Last Monday, North Carolina Governor Roy Cooper signed an executive order aimed at strengthening the state’s mandate involving face masks. As local hospitals and healthcare workers are strained, the new order requires people to wear a mask while they’re exercising, whether that’s inside or not, at a restaurant table unless they are actively eating or drinking, along with other requirements.
The executive order went into effect on Nov. 25, and runs through 5 p.m. Friday, December 11. This comes as hospitalizations across the state has hit a new high — emphasizing the need for stronger steps to prevent the spread of the virus.
From The Charlotte Observer:
“We are in danger,” he said.
He’s right. North Carolina’s COVID-19 metrics are rising at alarming rates, including hospitalizations and percentage of positive tests, which moved back above the important 5% threshold. It’s why this board said last week that Cooper should be more aggressive with protective measures, as governors near and far have in the face of COVID surges.
Make no mistake: behavior matters. Several of North Carolina’s red and rural counties, where resistance to COVID-19 measures has been strongest, are experiencing a different kind of red — “critical community spread” on North Carolina’s new county alert COVID-19 map.
Urban counties like Mecklenburg and Wake, which bowed to restrictions earlier, are largely in lesser stages of COVID urgency. Vigilance will be critical for all in the days ahead as colder weather pushes people inside. “The coming weeks will be a true test of our resolve to do what it takes to keep people from getting sick,” said DHHS Secretary Mandy Cohen.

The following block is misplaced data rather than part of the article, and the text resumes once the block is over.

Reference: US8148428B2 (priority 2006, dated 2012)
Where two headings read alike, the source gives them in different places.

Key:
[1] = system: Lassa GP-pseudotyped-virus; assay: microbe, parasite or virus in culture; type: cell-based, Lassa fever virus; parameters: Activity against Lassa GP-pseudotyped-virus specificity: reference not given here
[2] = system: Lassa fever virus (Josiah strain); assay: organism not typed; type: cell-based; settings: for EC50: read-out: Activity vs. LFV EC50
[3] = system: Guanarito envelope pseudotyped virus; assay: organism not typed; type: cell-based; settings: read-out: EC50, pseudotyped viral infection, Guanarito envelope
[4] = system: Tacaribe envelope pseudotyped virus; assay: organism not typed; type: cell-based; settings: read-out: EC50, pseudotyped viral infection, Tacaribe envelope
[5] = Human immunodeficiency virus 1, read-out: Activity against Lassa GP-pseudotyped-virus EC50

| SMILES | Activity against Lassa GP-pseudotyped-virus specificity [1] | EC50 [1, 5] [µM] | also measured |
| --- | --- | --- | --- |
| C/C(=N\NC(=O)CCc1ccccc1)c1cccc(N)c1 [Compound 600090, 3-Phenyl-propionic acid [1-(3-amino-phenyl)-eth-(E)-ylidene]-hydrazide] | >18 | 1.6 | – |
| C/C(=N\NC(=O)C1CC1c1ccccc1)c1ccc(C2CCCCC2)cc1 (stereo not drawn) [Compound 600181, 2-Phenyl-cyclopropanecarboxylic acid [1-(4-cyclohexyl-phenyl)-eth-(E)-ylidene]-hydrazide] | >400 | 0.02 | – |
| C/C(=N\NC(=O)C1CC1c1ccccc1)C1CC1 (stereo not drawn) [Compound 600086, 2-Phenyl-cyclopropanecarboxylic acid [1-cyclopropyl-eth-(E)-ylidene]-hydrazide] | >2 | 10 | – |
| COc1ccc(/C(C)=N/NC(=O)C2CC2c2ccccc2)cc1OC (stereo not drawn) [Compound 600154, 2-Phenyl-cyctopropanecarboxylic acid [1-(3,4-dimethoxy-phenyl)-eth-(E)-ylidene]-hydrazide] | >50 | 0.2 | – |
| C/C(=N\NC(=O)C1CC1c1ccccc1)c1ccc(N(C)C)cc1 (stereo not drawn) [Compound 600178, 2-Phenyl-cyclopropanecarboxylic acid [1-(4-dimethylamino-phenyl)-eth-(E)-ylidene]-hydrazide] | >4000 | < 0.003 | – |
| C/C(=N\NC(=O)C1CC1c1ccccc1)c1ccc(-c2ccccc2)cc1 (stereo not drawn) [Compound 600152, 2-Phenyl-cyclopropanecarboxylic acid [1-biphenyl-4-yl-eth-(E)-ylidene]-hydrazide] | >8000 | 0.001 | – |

In November, state health officials found rural counties were reporting nearly twice as many new cases as urban and suburban ones. And rural deaths tied to COVID-19 also have been climbing significantly, according to WUNC.
As of today, almost 367,395 people in the state have tested positive for the virus and 2,003 hospitalizations, according to the state.
Since the beginning of the pandemic, Gov. Roy Cooper has filled the void left by Trump’s lack of leadership and mismanagement of the country’s coronavirus response. As Republican leaders continue to ignore health and science experts, we cannot let the health of vulnerable populations, Black and Brown communities, and our neighbors be compromised — we must continue to practice safe distancing, handwashing and wearing a mask.
Bottom Line: As Cameron Wolfe, MD, an infectious diseases specialist with Duke Health said, “When all of us wear masks, we protect each other. Wearing a mask is not just about keeping ourselves safe, it’s about keeping everyone safe — at work, in the community, and at home”.
Find a nearby COVID-19 testing site location here.